Anime Year in Review: The Ten Best Shows of 2017

This year has been a strange one for me with anime (2017 has been a strange year in general, but let’s set that aside for now). I found my watch schedule dominated by sequels and second seasons, while some of my more highly anticipated shows (Welcome to the Ballroom, ACCA, Little Witch Academia) left me a bit cold, and other shows I initially enjoyed took a sharp nosedive (hey there, Rage of Bahamut). This list definitely reflects that, being split equally between sequels and nonsequels. That said, there was plenty this year for every kind of anime viewer (perhaps minus mecha fans) to enjoy—dragon maids, food-themed coup d’etats, dramatic sword boys, steampunk assassins, and small-town tourism, just to name a few.

But enough with the chatter—keep reading to see my favorite ten anime of 2017.

 

KONOSUBA -God’s blessing on this wonderful world! 2

My first sequel spot must go to KonoSuba, the fantasy comedy about an awful human being that gets reincarnated into an RPG-style fantasy world and does absolutely nothing of worth there. This show is just plain stupid and fun, making it easily my favorite entry in the burgeoning isekai genre. The characters are what make this show entertaining—Kazuma is a total POS and the show knows it, and Aqua deserves every single thing she gets. This show has a similar appeal for me as Osomatsu-san (the second season of which is continuing into 2018)—there’s something fantastic about watching terrible people get slapped in the face by karma.

Missed it? Catch it on Crunchyroll.

 

Recovery of an MMO Junkie

I didn’t think this meet cute between two thirty-ish video game nerds would be in my top ten this year, but here we are. Moriko Morioka is a thirty-year-old NEET by choice—she’s quit her soul-sucking corporate job and spends her days playing a fantasy MMO, where her handsome, sword-wielding hero makes an instant connection with a cute healer whose player is closer than she thinks. The main couple in this show are a pair of adorable dorks with the sweetest, most pure intentions, and the rest of the cast is full of supportive, wholesome characters. This is a feel-good show about good people getting to be happy—it made my heart feel squishy.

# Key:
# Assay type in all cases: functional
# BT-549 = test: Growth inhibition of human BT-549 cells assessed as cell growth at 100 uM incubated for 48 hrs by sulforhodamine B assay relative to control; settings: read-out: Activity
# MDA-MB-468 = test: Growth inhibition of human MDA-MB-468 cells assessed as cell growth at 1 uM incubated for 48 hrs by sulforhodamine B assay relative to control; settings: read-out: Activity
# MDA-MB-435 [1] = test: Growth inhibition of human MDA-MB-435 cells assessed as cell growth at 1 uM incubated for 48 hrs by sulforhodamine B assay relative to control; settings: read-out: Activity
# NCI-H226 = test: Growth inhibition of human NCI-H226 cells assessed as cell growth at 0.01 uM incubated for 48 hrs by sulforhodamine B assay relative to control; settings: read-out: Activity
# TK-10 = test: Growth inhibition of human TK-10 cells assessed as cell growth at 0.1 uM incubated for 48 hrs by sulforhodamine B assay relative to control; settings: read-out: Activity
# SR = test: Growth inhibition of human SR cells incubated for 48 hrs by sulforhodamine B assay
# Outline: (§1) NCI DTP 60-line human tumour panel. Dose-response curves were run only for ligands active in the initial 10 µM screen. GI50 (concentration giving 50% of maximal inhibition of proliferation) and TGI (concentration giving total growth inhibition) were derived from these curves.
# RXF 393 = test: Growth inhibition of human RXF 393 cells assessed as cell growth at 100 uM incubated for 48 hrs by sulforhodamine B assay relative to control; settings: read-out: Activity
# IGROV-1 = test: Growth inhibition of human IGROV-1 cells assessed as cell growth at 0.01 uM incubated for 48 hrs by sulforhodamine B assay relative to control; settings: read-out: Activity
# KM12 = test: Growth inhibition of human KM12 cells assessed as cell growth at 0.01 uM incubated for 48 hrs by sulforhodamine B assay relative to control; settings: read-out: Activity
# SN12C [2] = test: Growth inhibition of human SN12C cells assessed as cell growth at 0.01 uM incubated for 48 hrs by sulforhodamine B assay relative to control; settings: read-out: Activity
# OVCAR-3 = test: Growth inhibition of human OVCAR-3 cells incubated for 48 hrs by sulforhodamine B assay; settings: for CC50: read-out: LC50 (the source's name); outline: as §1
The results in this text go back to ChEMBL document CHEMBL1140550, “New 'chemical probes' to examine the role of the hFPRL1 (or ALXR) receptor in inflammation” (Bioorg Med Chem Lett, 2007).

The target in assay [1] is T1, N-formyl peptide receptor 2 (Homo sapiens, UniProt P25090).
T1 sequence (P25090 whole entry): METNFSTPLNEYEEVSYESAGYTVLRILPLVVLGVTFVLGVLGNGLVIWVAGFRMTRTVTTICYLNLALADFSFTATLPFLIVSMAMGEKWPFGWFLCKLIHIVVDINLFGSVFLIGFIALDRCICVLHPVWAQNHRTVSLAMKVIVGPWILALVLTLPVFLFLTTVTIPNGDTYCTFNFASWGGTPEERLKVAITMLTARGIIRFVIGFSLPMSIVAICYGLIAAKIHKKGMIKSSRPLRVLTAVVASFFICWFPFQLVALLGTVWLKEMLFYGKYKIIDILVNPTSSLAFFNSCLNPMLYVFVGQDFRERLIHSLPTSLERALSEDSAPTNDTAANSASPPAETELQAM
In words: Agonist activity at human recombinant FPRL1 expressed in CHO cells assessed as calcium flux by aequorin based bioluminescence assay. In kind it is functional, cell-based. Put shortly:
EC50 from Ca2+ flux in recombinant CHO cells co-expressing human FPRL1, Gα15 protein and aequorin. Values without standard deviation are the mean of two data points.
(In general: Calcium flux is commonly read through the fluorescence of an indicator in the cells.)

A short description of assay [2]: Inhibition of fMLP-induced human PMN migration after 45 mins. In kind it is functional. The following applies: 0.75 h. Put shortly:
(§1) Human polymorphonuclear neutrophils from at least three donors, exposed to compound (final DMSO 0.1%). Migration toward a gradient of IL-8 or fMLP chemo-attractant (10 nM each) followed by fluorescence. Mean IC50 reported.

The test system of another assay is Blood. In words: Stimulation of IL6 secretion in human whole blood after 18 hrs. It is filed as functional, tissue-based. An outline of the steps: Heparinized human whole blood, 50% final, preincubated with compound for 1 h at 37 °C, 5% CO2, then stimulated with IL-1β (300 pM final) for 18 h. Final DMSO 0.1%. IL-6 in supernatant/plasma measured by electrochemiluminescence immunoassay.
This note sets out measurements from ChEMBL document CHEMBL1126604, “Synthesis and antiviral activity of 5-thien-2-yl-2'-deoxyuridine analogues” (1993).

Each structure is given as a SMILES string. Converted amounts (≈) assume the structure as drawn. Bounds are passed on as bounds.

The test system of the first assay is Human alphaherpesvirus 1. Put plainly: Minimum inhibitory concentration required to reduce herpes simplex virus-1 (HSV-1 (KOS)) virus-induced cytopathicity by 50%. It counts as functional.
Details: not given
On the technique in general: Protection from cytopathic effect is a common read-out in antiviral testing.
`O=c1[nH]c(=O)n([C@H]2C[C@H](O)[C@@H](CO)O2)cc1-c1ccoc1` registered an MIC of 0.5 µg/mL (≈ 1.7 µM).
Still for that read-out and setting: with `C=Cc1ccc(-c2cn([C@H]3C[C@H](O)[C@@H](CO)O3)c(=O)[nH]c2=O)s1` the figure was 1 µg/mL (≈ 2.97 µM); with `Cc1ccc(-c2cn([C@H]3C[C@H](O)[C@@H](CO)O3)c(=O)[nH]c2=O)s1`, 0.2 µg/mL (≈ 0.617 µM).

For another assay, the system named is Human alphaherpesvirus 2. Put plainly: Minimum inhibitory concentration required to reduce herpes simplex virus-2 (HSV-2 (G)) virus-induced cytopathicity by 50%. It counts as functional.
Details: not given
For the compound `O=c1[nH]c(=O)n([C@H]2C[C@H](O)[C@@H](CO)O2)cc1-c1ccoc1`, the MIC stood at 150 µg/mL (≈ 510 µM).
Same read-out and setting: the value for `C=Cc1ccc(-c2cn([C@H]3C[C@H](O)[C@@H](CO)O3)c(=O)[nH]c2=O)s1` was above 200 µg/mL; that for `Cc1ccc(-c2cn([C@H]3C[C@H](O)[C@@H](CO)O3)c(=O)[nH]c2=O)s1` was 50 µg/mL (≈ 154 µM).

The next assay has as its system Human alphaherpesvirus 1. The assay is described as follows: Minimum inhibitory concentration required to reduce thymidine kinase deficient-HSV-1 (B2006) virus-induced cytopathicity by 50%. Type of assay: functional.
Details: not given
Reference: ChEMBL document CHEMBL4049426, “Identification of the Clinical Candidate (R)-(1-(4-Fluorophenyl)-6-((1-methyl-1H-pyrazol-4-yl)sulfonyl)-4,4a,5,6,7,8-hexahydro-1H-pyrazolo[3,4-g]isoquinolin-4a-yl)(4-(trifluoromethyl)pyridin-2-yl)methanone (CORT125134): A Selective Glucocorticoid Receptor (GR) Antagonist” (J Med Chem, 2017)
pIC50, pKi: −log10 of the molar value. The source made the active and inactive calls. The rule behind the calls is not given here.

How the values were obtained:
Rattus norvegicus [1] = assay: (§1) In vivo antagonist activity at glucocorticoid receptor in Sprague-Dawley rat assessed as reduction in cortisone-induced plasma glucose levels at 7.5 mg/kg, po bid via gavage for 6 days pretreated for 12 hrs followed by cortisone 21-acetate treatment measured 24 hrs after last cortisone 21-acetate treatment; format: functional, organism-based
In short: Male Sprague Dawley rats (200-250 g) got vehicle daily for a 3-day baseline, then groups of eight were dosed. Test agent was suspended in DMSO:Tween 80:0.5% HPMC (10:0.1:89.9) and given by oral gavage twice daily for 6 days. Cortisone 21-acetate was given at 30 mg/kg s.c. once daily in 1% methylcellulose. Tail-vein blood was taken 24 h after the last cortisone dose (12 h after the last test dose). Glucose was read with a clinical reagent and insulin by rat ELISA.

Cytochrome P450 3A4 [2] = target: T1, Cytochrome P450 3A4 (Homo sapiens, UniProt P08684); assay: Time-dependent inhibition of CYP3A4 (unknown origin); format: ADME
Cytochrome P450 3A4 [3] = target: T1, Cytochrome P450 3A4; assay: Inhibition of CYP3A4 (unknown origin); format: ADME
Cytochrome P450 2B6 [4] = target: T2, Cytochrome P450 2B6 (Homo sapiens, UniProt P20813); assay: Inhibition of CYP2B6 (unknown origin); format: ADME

Missed it? Catch it on Crunchyroll.

 

Descending Stories: Showa Genroku Rakugo Shinju

This was one of my favorite shows last year, and the second season stuck the thematic landing that the first season set up. If offering less of a sweeping romance than the first season, its narrative of Yakumo’s attempt to drag rakugo with him to a bitter grave was just as compelling. Mangaka Haruko Kumota’s characters are complicated, interesting people that inspire hate and contempt as easily as love and affection. A fitting close to a prestige project that we were lucky to see this year—and don’t forget to support the manga!

Missed it? Catch it on Crunchyroll.

 

Blood Blockade Battlefront & Beyond

Blood Blockade Battlefront & Beyond carries on the story of Leonardo Watch, a member of a secret organization protecting the peace of Hellsalem’s Lot from extra-dimensional threats and general supernatural weirdness. I was a bit skeptical about this season because of the loss of director Rie Matsumoto, but this sequel has been heaps of good fun. Although it lacks the thematic and visual strength of the first season, the more episodic format and madcap adventures make the most of Yasuhiro Nightow’s crazy cast and worldbuilding in a way the first season didn’t quite manage. And while some characters, like Zapp, have been reduced to comic relief, others, like K.K., were revealed to have unexpected depths.

Missed it? Catch it on Crunchyroll.

 

Kino’s Journey -the Beautiful World- the Animated Series

I’ve immensely enjoyed this reboot of a beloved franchise, that, as far as I’m concerned, more than does justice to the original. Kino’s Journey is an enigmatic title, more a series of fables than a cohesive show—the characters often act like allegorical constructs rather than human beings, and the logic of the world molds itself around the narrative, not the other way around. While this can be a little strange, the show pulls it off with a quiet dignity that makes credulity the price of admission. What I like most about Kino’s Journey is how uncomfortable some of the “morals” can be—it’s not willing to offer up answers to all the questions it raises, and that’s perfectly fine.